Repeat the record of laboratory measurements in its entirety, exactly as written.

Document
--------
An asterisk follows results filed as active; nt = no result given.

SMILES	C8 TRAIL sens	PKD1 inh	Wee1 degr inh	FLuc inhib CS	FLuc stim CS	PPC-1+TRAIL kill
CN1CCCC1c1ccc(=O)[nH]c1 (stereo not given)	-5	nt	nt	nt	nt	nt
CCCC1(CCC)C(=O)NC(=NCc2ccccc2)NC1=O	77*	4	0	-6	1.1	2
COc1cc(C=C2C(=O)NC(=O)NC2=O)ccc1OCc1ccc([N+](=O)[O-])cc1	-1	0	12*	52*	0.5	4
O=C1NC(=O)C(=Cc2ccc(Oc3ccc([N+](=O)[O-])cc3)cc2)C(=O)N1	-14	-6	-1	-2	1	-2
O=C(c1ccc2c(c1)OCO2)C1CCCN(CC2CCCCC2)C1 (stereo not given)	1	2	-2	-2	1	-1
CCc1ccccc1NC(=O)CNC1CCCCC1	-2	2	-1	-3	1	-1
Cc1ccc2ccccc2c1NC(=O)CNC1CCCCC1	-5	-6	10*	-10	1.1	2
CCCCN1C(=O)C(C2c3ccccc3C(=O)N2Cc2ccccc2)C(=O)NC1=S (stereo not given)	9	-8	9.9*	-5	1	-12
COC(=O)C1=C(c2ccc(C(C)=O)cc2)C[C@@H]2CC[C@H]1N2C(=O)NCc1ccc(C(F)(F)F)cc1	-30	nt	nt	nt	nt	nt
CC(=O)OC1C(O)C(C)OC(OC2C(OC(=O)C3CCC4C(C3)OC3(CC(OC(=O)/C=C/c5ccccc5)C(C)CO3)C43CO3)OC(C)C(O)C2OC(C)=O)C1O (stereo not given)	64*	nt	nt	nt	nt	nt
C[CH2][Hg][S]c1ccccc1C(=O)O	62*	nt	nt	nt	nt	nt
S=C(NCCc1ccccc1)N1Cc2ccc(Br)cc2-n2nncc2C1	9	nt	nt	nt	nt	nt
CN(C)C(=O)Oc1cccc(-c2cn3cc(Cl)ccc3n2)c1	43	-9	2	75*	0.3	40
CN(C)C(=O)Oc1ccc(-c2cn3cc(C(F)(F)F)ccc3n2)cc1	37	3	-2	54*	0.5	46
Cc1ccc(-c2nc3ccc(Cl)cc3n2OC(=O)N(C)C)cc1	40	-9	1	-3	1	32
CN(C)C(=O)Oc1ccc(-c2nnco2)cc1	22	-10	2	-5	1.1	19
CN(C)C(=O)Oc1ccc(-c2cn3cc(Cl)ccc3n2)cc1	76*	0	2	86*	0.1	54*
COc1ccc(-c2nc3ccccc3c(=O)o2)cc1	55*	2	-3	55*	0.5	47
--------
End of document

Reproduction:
An asterisk follows results filed as active; nt = no result given.

SMILES	C8 TRAIL sens	PKD1 inh	Wee1 degr inh	FLuc inhib CS	FLuc stim CS	PPC-1+TRAIL kill
CN1CCCC1c1ccc(=O)[nH]c1 (stereo not given)	-5	nt	nt	nt	nt	nt
CCCC1(CCC)C(=O)NC(=NCc2ccccc2)NC1=O	77*	4	0	-6	1.1	2
COc1cc(C=C2C(=O)NC(=O)NC2=O)ccc1OCc1ccc([N+](=O)[O-])cc1	-1	0	12*	52*	0.5	4
O=C1NC(=O)C(=Cc2ccc(Oc3ccc([N+](=O)[O-])cc3)cc2)C(=O)N1	-14	-6	-1	-2	1	-2
O=C(c1ccc2c(c1)OCO2)C1CCCN(CC2CCCCC2)C1 (stereo not given)	1	2	-2	-2	1	-1
CCc1ccccc1NC(=O)CNC1CCCCC1	-2	2	-1	-3	1	-1
Cc1ccc2ccccc2c1NC(=O)CNC1CCCCC1	-5	-6	10*	-10	1.1	2
CCCCN1C(=O)C(C2c3ccccc3C(=O)N2Cc2ccccc2)C(=O)NC1=S (stereo not given)	9	-8	9.9*	-5	1	-12
COC(=O)C1=C(c2ccc(C(C)=O)cc2)C[C@@H]2CC[C@H]1N2C(=O)NCc1ccc(C(F)(F)F)cc1	-30	nt	nt	nt	nt	nt
CC(=O)OC1C(O)C(C)OC(OC2C(OC(=O)C3CCC4C(C3)OC3(CC(OC(=O)/C=C/c5ccccc5)C(C)CO3)C43CO3)OC(C)C(O)C2OC(C)=O)C1O (stereo not given)	64*	nt	nt	nt	nt	nt
C[CH2][Hg][S]c1ccccc1C(=O)O	62*	nt	nt	nt	nt	nt
S=C(NCCc1ccccc1)N1Cc2ccc(Br)cc2-n2nncc2C1	9	nt	nt	nt	nt	nt
CN(C)C(=O)Oc1cccc(-c2cn3cc(Cl)ccc3n2)c1	43	-9	2	75*	0.3	40
CN(C)C(=O)Oc1ccc(-c2cn3cc(C(F)(F)F)ccc3n2)cc1	37	3	-2	54*	0.5	46
Cc1ccc(-c2nc3ccc(Cl)cc3n2OC(=O)N(C)C)cc1	40	-9	1	-3	1	32
CN(C)C(=O)Oc1ccc(-c2nnco2)cc1	22	-10	2	-5	1.1	19
CN(C)C(=O)Oc1ccc(-c2cn3cc(Cl)ccc3n2)cc1	76*	0	2	86*	0.1	54*
COc1ccc(-c2nc3ccccc3c(=O)o2)cc1	55*	2	-3	55*	0.5	47